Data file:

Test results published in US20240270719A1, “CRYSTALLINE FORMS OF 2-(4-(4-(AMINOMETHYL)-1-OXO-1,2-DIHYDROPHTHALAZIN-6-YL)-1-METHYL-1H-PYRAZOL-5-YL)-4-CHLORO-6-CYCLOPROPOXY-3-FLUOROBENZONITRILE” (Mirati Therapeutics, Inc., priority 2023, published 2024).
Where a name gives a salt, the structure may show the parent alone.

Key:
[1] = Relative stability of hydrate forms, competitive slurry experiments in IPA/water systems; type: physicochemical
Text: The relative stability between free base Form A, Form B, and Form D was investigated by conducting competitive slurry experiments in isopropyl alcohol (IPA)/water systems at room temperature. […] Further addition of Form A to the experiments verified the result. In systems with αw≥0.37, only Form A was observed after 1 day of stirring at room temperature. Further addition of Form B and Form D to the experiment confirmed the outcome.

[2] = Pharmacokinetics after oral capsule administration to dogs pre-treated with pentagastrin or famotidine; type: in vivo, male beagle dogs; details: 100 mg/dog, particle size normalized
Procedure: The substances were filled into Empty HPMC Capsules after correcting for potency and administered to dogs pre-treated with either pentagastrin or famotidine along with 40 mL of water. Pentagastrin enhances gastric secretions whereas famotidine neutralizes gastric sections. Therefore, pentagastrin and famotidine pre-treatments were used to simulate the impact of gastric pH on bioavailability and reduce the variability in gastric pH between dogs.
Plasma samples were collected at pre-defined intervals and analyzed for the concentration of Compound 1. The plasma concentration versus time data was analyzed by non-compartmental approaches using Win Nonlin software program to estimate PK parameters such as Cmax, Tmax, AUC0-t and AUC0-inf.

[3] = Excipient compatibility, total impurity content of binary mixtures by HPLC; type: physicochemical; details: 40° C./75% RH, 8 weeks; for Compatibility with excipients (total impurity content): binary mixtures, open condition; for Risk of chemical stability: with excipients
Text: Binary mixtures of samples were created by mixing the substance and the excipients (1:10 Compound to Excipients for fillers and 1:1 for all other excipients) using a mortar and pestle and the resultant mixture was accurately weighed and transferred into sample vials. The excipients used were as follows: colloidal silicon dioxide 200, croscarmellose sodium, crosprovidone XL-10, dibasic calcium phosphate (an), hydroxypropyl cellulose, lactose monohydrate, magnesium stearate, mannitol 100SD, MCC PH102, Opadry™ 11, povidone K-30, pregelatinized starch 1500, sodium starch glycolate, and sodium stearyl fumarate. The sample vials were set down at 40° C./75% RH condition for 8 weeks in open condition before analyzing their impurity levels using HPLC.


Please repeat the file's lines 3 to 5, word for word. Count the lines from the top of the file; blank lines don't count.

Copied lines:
Key:
[1] = Relative stability of hydrate forms, competitive slurry experiments in IPA/water systems; type: physicochemical
Text: The relative stability between free base Form A, Form B, and Form D was investigated by conducting competitive slurry experiments in isopropyl alcohol (IPA)/water systems at room temperature. […] Further addition of Form A to the experiments verified the result. In systems with αw≥0.37, only Form A was observed after 1 day of stirring at room temperature. Further addition of Form B and Form D to the experiment confirmed the outcome.